Sanctioned by the Women’s Professional Rodeo Association (WPRA) and the Professional Rodeo Cowboy Association (PRCA), barrel racing is one of four timed events in rodeo. While both women and men compete at the youth and amateur level, this sport is primarily a rodeo event for women. Originally developed as an event for women, the pattern that contestants were required to run alternated between a figure-eight and a cloverleaf pattern until the cloverleaf pattern was favored over the figure-eight because of its difficulty in the early 50s.
Combining the barrel racer’s horsemanship skills and the horse’s athletic ability, barrel racing is a fast-paced event that requires the rider to successfully maneuver a horse in a cloverleaf pattern around three barrels placed in a triangle formation in the center of the arena. Like the other three timed rodeo events, the purpose of barrel racing is to make a run as fast as possible. The time is measured by an electric eye, a device using a laser system to record times, or by a judge who drops a flag to let the timer know when to start and stop the clock.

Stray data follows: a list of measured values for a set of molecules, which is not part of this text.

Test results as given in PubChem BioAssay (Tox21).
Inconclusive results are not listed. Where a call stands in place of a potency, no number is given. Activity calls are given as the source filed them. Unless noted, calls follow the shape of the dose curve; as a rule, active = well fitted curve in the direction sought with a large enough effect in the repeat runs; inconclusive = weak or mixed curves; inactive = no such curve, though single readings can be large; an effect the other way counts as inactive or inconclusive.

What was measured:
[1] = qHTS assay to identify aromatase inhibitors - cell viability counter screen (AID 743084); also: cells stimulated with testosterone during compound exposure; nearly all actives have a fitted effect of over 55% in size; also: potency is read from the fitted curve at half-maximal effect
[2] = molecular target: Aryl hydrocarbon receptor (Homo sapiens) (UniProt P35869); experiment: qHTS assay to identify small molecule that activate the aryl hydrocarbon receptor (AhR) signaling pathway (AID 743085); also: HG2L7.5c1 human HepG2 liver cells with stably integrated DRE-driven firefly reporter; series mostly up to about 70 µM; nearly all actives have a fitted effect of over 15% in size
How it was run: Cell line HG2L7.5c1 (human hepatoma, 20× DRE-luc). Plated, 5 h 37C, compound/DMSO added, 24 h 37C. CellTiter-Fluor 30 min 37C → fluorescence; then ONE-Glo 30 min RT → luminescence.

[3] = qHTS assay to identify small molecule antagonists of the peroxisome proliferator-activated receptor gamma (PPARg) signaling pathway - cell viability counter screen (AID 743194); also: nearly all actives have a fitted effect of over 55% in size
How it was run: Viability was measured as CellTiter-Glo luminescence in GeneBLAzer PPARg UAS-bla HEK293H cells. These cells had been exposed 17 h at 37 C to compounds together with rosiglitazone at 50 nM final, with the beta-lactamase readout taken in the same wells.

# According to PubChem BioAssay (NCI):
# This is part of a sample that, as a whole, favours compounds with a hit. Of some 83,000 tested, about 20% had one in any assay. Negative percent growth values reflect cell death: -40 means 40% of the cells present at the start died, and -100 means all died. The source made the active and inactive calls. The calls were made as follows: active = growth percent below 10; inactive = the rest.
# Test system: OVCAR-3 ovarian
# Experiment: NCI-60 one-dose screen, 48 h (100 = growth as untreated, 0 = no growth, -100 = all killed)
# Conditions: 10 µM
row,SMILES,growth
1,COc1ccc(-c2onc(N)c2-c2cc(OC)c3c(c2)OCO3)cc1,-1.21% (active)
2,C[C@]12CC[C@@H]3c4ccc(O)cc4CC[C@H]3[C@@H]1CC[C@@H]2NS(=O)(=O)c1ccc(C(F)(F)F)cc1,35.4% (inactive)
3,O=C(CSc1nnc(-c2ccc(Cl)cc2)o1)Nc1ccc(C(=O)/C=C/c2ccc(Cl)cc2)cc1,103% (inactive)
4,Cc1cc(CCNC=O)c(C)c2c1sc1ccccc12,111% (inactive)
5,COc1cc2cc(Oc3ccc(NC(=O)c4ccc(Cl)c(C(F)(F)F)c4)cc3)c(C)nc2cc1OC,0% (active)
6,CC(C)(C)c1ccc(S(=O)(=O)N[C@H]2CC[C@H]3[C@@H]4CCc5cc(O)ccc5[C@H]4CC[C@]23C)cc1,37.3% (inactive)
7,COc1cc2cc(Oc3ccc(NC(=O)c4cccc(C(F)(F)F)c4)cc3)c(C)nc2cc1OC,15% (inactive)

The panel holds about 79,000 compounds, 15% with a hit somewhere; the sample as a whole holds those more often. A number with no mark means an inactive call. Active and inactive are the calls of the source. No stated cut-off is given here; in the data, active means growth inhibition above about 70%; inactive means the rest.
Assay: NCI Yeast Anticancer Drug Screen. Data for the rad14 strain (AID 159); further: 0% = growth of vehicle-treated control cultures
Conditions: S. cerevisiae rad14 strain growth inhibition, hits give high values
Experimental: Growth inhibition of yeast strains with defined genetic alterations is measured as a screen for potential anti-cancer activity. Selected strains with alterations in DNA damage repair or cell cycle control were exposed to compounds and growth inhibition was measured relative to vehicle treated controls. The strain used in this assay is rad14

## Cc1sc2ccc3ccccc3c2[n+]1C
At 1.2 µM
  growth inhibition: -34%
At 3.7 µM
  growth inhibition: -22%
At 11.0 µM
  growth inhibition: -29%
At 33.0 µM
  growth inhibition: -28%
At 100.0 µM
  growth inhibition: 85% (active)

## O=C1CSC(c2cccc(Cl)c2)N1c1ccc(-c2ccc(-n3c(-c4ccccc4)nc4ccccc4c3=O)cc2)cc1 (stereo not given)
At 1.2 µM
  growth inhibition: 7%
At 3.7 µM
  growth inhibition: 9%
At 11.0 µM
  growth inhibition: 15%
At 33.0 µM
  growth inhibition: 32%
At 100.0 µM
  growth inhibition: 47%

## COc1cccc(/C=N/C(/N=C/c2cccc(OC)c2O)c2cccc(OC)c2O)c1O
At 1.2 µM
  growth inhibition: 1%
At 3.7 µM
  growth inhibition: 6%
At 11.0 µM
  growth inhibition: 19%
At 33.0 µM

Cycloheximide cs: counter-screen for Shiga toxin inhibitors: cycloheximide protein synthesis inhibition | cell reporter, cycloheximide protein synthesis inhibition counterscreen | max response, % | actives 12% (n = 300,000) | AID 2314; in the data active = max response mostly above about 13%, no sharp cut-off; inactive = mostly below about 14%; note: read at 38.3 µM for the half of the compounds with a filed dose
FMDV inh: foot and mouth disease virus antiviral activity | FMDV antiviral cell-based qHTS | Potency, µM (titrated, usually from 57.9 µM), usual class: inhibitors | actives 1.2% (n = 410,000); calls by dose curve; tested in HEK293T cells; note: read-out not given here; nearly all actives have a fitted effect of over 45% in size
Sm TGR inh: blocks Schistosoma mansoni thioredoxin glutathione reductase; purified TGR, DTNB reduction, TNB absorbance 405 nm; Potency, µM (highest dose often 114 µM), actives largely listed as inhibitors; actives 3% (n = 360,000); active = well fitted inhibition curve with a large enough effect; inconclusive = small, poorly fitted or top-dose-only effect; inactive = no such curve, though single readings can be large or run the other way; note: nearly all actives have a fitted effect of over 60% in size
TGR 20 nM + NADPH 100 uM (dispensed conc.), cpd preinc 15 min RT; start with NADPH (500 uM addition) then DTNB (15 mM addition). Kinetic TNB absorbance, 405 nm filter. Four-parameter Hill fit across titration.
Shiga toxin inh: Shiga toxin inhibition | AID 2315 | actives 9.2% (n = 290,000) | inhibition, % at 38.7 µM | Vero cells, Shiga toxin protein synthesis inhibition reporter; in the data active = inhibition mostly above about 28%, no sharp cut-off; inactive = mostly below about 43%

As a contestant enters the arena at full speed on her horse, the timer begins when the horse and rider cross the start line. With one barrel on the left and one barrel on the right side of the arena, contestants are allowed to run around either the left or right barrel first. However, if the horse deviates in any other way, the rider is disqualified. After making it around the first barrel, the rider will run across to the barrel on the opposite side of the arena, before sprinting toward the third and final barrel. After making it around the third barrel, the contestant will run as fast as they can toward the finish line where the clock will stop once they cross the line. Barrel racers are allowed to touch the barrel, often to keep it from falling during their ride. But if at any point they knock down a barrel, they’ll receive a time penalty of five seconds per barrel they knock down.